I do not share the optimism of some writers with respect to the forthcoming automation revolution (Ample time for humans to 'kill' a robot takeover, by Ms Maria Loh Mun Foong, and AI aims to assist humans, not replace them, by Mr Edmund Khoo Kim Hock; both published on May 14).
The fact of the matter is that these new technologies are being developed with the express purpose of completely replacing, rather than simply complementing, human labour.
In contrast to previous advances in industrial capability, the advent of robots and artificial intelligence (AI) is forecast to displace more jobs than it creates.
Traditional blue-collar jobs will disappear, while many industries that are large employers, particularly manufacturing and transportation, are expected to shrink.
Professionals are not entirely immune either, as AI has demonstrated immense potential in demanding fields such as fund management, big data trend analysis and front-line customer service.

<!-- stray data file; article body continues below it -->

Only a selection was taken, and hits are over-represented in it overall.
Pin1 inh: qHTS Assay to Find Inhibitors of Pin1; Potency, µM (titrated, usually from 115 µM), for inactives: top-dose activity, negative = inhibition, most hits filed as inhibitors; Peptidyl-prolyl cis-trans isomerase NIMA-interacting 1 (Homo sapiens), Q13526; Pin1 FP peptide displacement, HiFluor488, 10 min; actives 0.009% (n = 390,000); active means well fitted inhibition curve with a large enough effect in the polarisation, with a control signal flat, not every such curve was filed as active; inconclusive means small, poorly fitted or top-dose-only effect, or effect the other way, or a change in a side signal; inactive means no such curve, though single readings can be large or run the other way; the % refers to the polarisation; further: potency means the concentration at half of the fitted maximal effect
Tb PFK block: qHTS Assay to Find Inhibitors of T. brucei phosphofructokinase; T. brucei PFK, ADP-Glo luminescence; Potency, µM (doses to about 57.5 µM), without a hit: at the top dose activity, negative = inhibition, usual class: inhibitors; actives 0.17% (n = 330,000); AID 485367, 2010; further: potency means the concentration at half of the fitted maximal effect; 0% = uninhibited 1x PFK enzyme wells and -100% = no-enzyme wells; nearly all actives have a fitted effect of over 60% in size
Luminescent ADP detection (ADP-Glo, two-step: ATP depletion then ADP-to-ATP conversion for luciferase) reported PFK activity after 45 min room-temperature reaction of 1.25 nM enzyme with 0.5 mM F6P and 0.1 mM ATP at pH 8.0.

It is for precisely this reason that many leading economists have expressed profound alarm.
Even in the face of these stark economic prospects, it is unlikely that humans will have the "wherewithal to intervene before the situation gets out of hand".
The push for automation is backed by profit-driven companies wishing to minimise operating costs and maximise productive output, as well as governments seeking to gain a national comparative advantage.
When dollars and cents are on the line, the moral imperative to exercise restraint is undoubtedly weakened.
Imposing an onerous robot tax to artificially maintain human employment would be comparable to the actions of post-industrial nations in the 1980s sinking funds into sunset "zombie industries" - the end result is likely to be diminished economic competitiveness, greater waste and, in the long-run, greater harm to society.
Rather than stubbornly resisting the winds of change, we should leverage a key human strength that machines have yet to perfectly mimic - our ability to adapt to changing environments and circumstances.
A brave new world demands revised socioeconomic structures, bold experimental policies, and a healthy dose of hard truths to keep our nation going.
Paul Chan Poh Hoi